South Africa’s Lame-Duck President
By Joel Hilliker
Once the jewel of Africa, this nation is now going the way of the rest of the continent. A new president won’t help matters.
Imagine a small cabal of leaders within the Republican Party forcing the president from office. No public vote, not even any input from Congress—just the application of enough pressure on the man that he resigns. Then imagine Congress installing a deputy president to fill in for several months until another election can be held.
Such a bizarre turns of events—aside from revealing just how powerful, and also shockingly divided, the ruling political party is—would mire the nation in a political muddle. It would also leave the nation vulnerable to exploitation by outsiders.
This is just what has happened in South Africa.
Thabo Mbeki had served as the nation’s president for almost a decade. Sunday of last week, the ruling African National Congress (ANC) forced him to resign over allegations that he’d interfered in a corruption case against Jacob Zuma, his longstanding opponent. When the presiding judge made accusations of political interference and dismissed all charges against Zuma, his allies had the pretext they needed to “recall” the president.
Kgalema Motlanthe, deputy leader of the African National Congress and former trade union leader, became South Africa’s third president last Thursday, the third since Nelson Mandela took the reins of post-apartheid South Africa in 1994.
An outbreak of singing and dancing from the anc greeted the announcement of Motlanthe’s win in the National Assembly—but Motlanthe’s presidency isn’t really worth cheering. His lame-duck tenure will only help the nation limp through what would have been the rest of Mbeki’s term in office. Elections are scheduled for April next year. Thus, South Africa will endure several months of an essentially meaningless administration, a situation that could well exacerbate several oppressive national problems.
South Africa is in trouble. At one time one of the most prosperous nations in Africa, today it finds itself in the jaws of the very woes that are swallowing nearly every other African state: rampant crime, corruption, unemployment, poverty and disease. This trend is doubly tragic because of the heights from which it has descended to this condition—and the speed.
Of course, fierce criticism of the white, apartheid-era rulers from which the ANC took control in 1994 has been widely publicized. That criticism, however, does not change this fact: Whatever problems existed under that much-reviled system, they are simply being dwarfed by those multiplying under Marxist ANC rule.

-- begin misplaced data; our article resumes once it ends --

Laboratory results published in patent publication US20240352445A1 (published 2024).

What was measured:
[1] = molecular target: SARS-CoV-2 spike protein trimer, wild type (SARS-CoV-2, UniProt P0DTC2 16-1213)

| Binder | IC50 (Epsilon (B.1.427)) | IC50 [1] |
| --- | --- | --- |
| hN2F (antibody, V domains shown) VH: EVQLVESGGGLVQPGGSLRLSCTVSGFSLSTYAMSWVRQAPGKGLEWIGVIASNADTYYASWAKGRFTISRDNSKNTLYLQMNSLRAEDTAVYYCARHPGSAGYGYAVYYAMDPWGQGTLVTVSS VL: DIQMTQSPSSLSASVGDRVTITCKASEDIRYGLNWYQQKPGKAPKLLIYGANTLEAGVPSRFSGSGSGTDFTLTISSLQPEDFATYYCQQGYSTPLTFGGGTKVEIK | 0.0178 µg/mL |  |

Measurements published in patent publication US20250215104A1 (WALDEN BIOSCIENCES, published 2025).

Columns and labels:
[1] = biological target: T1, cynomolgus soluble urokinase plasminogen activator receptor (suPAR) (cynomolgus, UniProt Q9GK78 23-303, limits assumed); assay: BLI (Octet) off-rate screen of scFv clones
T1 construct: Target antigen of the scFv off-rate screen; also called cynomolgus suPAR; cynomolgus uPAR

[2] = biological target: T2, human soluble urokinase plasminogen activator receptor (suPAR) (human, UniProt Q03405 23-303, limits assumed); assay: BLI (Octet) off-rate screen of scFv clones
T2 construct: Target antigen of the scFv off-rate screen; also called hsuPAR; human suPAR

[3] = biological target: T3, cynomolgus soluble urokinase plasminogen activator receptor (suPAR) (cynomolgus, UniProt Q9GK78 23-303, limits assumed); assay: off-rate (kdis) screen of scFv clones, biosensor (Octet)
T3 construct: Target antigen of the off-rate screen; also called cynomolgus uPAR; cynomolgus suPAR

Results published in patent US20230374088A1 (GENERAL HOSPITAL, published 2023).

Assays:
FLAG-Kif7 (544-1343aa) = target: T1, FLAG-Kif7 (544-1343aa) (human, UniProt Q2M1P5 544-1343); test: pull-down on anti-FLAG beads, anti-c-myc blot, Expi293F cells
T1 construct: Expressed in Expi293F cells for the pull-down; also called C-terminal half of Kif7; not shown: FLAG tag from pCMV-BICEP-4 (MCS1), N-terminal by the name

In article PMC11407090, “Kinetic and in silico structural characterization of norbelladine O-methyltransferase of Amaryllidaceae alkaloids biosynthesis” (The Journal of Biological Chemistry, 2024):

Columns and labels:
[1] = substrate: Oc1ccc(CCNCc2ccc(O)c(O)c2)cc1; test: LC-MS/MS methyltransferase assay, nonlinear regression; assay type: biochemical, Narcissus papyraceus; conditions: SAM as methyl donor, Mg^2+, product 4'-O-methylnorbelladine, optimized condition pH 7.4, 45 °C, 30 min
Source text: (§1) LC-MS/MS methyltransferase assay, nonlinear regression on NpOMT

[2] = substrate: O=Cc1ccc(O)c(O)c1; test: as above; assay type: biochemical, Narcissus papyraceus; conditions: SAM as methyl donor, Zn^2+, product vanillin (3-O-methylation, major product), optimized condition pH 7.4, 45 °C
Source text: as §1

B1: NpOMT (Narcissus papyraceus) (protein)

The undeniable, politically incorrect truth is that the descent of South Africa is largely the regrettable creation of the ANC.
Mbeki’s failings were clear. His leadership was widely criticized for being cloistered, exclusive, aloof, vindictive toward critics and aggressive against dissenters. Though his economic policies were credited with creating a boom, they helped chase a million whites from the country in a decade and have left many blacks in the dust of poverty. While a small black middle class is growing, as is a clutch of superwealthy, politically well-connected black oligarchs, one quarter of the nation is currently unemployed—40 percent, if you include those no longer looking for work. Eleven percent of South Africans live on less than a dollar a day, double the number of those in poverty when the ANC took power in 1994.
Under Mbeki, the nation also suffered from one of the worst crime rates in the world. It has eight times as many murders as the average country—nine times as many as the United States. It has more assaults, rapes and murders with firearms per capita than anywhere in the world. Over eight in 10 South African businesses are affected by crime—not missing Post-it notes, but violent crime and burglary. Even in “quiet” neighborhoods—which are routinely protected by security companies, closed-circuit cameras, palisade fencing, electronic gates, razor wire and alarm systems—burglaries and armed robberies are distressingly common.